LINCOLN — A research project is underway to evaluate the performance of intermediate wheatgrass (Thinopyrum intermedium), registered by The Land Institute under the trade name Kernza®, as a potential cash grain crop for Nebraska producers (Figure 1). There are a small number of Nebraska growers working with this new crop, and the following results represent the first coordinated research effort in the state.
Kernza® is a low-input perennial grain with opportunity for use as a dual-use crop. It is a cool-season grass originating in Eurasia, studied by scientists at the Land Institute for several decades. Over the selection cycles, plant breeders continue to improve characteristics such as grain size and disease resistance. The project was designed to continue developing alternative cash crop opportunities for Nebraska producers looking to increase the net return and sustainability of their operations. It has been supported by faculty, students and technicians.
The team launched its collaboration with The Land Institute in 2018 with the planting of a variety trial on East Campus in Lincoln, Nebraska. This experiment is in its third year, with two years of harvest data for nine different Kernza® varieties: four from The Land Institute and five from the University of Minnesota (Figure 2).
Overall, crop performance was equivalent to or greater than most other participating locations, including the greatest seed yield in year one relative to any of the varieties at any of the sites (Figure 3). Grain yields in some, but not all, varieties increased in year two. Kernza® grain yields are known to decline in successive years, and the variety trial experiment will continue into years three and four to test performance in this environment relative to other locations. Overall, we found that this is promising initial data to demonstrate that the crop performs well in eastern Nebraska.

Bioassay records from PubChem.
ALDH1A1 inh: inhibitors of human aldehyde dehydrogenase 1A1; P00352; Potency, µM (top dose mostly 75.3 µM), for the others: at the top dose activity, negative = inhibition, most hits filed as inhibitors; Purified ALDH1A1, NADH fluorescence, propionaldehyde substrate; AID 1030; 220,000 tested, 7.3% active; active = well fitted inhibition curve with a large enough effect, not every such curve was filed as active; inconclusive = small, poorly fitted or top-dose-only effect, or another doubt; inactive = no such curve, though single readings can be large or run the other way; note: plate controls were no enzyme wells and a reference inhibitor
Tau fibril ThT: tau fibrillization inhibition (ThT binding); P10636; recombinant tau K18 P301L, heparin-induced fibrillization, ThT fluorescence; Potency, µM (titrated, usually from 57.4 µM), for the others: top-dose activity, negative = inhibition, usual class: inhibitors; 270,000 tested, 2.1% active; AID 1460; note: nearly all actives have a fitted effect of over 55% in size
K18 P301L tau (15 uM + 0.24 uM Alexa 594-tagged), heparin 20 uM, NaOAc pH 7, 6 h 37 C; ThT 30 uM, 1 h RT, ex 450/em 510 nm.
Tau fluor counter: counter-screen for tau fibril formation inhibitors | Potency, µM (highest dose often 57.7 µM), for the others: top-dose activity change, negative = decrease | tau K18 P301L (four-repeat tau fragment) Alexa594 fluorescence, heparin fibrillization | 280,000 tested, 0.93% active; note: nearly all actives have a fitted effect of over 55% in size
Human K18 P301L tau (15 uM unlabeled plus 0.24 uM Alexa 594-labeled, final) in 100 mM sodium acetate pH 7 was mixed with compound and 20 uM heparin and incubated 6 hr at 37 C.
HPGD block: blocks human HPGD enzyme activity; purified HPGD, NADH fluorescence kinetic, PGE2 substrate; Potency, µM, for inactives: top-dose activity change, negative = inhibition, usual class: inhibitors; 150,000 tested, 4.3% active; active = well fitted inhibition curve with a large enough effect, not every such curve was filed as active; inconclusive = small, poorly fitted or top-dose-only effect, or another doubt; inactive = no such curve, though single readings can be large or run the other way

What are the Benefits of Kernza® Perennial Grain?
In the Nebraska experiments, the crop required limited management, with annual spring fertilizer application of approximately 60 lbs of nitrogen and herbicide applications during the first spring to control winter annual weeds (Table 1). No herbicides have been applied since the establishment year due to weed suppression occurring from the Kernza® stand.
From a dual-use perspective, experiments in Minnesota demonstrated that defoliation (removal of leaves via hay harvest, burning or grazing) in both fall and spring increased grain yields relative to no defoliation, particularly in the first two years. They additionally note the increased revenue from harvesting Kernza® for both straw and hay. In Wisconsin, researchers found forage nutritive value of Kernza® suitable for beef and dairy cows, as well as growing heifers. All of this suggests potential for Kernza to support crop and livestock producers in the state.
|Planting||Date: September 14, 2018; Rate: 10 lbs/acre; Row spacing: 13 inches|
|Fertilizer Year One||April 9, 2019; Rate & Product: 61 lbs N/acre 32-0-0|
|Herbicide Year One||April 9, 2019; Rate & Product: 2,4-D (0.5 pints/acre) + Dual II Magnum (1.25 pints/acre)
April 19, 2019; Rate & Product: 2,4-D LV Ester (1.25 pints/acre)
|Harvest Year One||Date: July 26, 2019|
|Fertilizer Year Two||April 30, 2020; 60 lbs N/acre 32-0-0|
|Harvest Year Two||Date: August 3, 2020|
What is Next for Kernza® Perennial Grain Research in Nebraska?
Nebraska researchers are a part of USDA-funded initiative with an overall goal of expanding the research, education, commercialization and policy innovations required to scale up Kernza® use in the United States. This project will support two new field experiments planted in 2021: one will evaluate nitrogen, phosphorus and potassium application rates and timing, as well as environmental performance including soil and water impacts relative to a corn-soybean crop rotation, and a second will evaluate advanced Kernza® genetic lines managed with narrower and wider row spacing. Both experiments will be replicated at several different locations including Minnesota, Wisconsin and Ohio.
For More Information
The research team will continue to publish relevant findings via CropWatch. Producers interested in growing the crop should contact The Land Institute, or consult their grower’s guide on approaches to managing the crop with relevant information on planting, harvesting, fertility, disease management and more.
— Andrea Basche, Assistant Professor in Cropping Systems, University of Nebraska-Lincoln
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